Raritan River Conference To Focus On Waterway’s Future
Monday, June 13, 2011 • 8:33pm
The third annual Sustainable Raritan River Conference, set for Thursday, June 16, will offer a panoramic view of the river’s future, including its impact on riverside commerce for municipalities along the area’s main body of water.
This year, a business roundtable for companies and leaders in the region’s municipalities will serve as a forum for the private sector to discuss measures for saving energy and reducing waste.
New Brunswick Mayor James Cahill will open luncheon remarks before Judith Enck, federal Environmental Protection Agency Region II administrator, will give the keynote address.
Cahill will focus on the city’s relationship to the Raritan and Rutgers University’s role in its preservation, which has become more targeted and apparent over the last two years.
In October 2009, the head of the Bloustein School of Planning and Public Policy and the head of the School of Biological and Environmental Sciences jointly launched the Raritan River Initiative. Last year, Rutgers President Richard McCormick created a task force to design new programs in the area.
Judy Shaw, director of the Sustainable Raritan River Initiative, co-chairs the task force along with Robert Goodman, dean of the School of Environmental and Biological Sciences.
Shaw has led efforts to unite towns along the river to make connections to everyday life in New Brunswick, Highland Park, Piscataway and other communities.
“It’s not just the Raritan River itself. It’s the Stonybrook, the Millstone, the Greenbrook. It’s all the tributaries that are all part of the same system. Our efforts - we look at all the tributaries,” she said.
Shaw has been involved in environmental advocacy since she heard Ralph Nader speak in Philadelphia at the very first Earth Day in 1970. She worked for the state Department of Environmental Protection for 20 years focusing on civic engagement, public participation and redevelopment.
She said the mission was always to create environmental policies that reflected needs of the community, the importance of science and strategies to move forward.
“My job was protecting the Raritan and to be part of making sure we had a greenway system that not only provided recreation, but also much-needed mud plain areas, recognizing that realistically we need to live with flooding on the Raritan because we can’t really stop it.
“We need to be able to figure out ways of minimizing the damage and maximizing the value. It all spoke to me and obviously this was something where my background and skills could be put into a wonderful public purpose,” she said.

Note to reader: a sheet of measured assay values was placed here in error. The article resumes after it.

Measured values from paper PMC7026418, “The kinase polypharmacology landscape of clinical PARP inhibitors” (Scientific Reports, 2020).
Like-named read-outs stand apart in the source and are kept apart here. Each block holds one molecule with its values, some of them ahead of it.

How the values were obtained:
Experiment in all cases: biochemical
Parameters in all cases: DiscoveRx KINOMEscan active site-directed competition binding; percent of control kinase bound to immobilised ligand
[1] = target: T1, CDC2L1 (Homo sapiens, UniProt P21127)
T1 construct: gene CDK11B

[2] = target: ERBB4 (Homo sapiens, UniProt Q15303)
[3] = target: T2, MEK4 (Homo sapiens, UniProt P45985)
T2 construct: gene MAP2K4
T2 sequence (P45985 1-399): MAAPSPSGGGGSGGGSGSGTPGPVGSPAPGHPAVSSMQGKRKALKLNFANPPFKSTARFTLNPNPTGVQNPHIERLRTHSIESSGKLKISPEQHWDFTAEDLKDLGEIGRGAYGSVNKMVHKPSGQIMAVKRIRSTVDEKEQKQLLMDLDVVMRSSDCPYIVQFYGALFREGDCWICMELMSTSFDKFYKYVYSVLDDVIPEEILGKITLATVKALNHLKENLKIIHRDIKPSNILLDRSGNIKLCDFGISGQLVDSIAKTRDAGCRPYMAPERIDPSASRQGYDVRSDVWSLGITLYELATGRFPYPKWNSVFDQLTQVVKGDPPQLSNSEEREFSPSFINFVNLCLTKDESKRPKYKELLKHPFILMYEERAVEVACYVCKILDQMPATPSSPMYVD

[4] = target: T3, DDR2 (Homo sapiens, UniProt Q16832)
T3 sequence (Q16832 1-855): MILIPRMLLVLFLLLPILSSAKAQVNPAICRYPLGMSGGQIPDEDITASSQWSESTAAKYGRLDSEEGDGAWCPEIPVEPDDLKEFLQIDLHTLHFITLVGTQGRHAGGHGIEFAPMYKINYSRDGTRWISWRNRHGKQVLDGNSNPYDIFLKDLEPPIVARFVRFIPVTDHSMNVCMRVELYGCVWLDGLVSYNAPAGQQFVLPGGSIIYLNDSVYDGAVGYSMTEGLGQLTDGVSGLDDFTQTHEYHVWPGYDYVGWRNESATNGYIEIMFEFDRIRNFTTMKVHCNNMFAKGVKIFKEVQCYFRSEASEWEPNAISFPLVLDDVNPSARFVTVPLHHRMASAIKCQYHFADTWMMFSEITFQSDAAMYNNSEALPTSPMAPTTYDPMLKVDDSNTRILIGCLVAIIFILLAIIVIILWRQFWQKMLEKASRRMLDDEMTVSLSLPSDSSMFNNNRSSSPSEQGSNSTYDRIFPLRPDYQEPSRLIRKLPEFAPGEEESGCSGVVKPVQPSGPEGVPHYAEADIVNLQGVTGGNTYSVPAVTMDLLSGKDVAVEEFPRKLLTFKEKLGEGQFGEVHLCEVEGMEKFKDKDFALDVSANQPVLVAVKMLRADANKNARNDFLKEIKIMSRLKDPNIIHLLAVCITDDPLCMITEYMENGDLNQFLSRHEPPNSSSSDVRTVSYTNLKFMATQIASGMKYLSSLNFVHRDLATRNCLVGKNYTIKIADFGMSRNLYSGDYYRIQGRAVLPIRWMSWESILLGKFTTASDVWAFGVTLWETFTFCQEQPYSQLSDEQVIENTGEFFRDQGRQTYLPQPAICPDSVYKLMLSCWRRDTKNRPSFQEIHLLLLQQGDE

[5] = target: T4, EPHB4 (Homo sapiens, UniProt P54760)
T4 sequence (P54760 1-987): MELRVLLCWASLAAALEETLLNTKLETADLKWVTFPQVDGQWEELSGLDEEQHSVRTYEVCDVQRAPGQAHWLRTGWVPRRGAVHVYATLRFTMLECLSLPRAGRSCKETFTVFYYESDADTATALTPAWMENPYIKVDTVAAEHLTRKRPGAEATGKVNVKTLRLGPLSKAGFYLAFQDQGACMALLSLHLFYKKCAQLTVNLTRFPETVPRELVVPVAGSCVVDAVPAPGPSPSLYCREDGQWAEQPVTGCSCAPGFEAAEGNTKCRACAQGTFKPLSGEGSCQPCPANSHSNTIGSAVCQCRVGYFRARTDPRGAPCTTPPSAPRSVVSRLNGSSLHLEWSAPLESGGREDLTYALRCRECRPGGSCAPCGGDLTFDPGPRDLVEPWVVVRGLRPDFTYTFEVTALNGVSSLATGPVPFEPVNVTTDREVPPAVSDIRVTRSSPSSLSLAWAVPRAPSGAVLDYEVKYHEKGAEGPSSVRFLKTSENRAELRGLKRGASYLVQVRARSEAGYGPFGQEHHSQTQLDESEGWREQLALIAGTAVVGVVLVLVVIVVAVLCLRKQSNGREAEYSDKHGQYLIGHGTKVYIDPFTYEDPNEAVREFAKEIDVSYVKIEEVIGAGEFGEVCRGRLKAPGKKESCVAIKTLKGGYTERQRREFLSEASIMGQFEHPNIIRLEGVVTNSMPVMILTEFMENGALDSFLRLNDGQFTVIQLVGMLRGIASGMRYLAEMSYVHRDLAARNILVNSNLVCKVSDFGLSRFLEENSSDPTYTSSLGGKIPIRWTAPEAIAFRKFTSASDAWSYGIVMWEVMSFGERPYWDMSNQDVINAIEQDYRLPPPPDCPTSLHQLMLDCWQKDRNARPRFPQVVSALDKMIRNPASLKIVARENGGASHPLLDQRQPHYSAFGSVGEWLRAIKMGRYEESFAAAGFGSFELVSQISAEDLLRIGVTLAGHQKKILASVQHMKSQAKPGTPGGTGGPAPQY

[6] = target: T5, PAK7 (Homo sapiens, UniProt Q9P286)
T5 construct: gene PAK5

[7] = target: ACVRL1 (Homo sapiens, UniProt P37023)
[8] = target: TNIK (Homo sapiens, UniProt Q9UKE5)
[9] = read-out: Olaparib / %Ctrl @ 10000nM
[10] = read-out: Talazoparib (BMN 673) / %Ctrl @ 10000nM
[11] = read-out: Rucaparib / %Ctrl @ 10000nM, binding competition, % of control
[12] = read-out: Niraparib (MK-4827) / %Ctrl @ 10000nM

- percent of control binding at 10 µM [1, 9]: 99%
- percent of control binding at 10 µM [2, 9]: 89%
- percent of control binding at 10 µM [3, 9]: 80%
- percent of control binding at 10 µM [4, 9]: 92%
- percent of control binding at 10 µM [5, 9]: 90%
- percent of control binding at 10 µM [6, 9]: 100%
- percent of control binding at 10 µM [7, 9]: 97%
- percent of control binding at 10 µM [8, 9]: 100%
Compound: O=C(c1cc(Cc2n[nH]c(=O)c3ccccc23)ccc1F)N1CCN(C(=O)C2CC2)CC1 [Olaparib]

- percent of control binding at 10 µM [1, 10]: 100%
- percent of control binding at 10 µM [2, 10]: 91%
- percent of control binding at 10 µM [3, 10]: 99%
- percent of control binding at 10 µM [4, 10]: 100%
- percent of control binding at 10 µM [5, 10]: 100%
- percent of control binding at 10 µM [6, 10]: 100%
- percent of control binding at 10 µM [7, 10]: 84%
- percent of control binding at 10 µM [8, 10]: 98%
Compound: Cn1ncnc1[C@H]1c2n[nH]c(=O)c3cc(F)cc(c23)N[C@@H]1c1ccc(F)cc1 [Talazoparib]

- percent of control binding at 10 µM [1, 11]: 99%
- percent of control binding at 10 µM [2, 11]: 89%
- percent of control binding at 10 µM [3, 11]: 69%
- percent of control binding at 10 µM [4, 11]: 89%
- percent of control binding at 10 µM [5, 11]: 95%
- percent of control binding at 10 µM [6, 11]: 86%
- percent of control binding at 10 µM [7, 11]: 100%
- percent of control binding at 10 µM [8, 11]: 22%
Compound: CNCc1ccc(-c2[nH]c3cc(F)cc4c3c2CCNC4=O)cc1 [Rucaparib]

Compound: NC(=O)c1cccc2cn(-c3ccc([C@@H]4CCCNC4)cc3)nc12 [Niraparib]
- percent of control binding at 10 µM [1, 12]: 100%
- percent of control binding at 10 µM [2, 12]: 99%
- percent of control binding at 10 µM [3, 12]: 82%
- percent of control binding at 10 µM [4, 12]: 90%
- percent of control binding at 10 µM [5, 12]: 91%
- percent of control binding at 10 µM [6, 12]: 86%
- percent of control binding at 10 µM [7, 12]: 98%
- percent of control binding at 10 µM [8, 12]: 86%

Shaw said Rutgers is seeking ways to connect the cause to the university’s future through faculty research and curriculum changes making students aware of their roles in the sustainability of the Raritan. According to Shaw, some have contributed already.
“We just finished a project in Highland Park where students in the Graduate School of Planning redesigned a park on the waterfront right across the Albany Street bridge.
“We’d like to see a program for students to take field-experience classes which would combine curriculum requirements with service learning or an internship. They could work with the economic development or environmental commission organizations in other towns, do research on what the area’s needs are and implement programs to help each area – and they would get credits for it,” she said.
The student programs also could reach the general public, Shaw said.
Preceding the conference, a NJN documentary, “Rescuing a River: The Raritan,”will make its premiere on Tuesday, June 14 at 6:45 p.m. at the Metuchen Forum Theater, 314 Main St., Metuchen.
The conference will run from 8:45 a.m to 4 p.m. at the Cook Campus Center, Piscataway. General admission at the door is $50, $25 for students. While the event is geared toward professionals and the business community, Shaw said the public is welcome to attend.
“We want anybody who cares about the future of the Raritan River, whether as an economic development engine for their town or they just want to go boating and swimming, whether they think it’s too dirty or they’ve realized there’s no restaurant on the river and they want to see one there someday,” she said.
The agenda for the 2011 Raritan River Conference can be viewed in PDF.
A workshop presented by Trout Unlimited and Efinger Sports, “Fish the Raritan: Fly-Casting Clinic” is set for 4 p.m. to 6 p.m.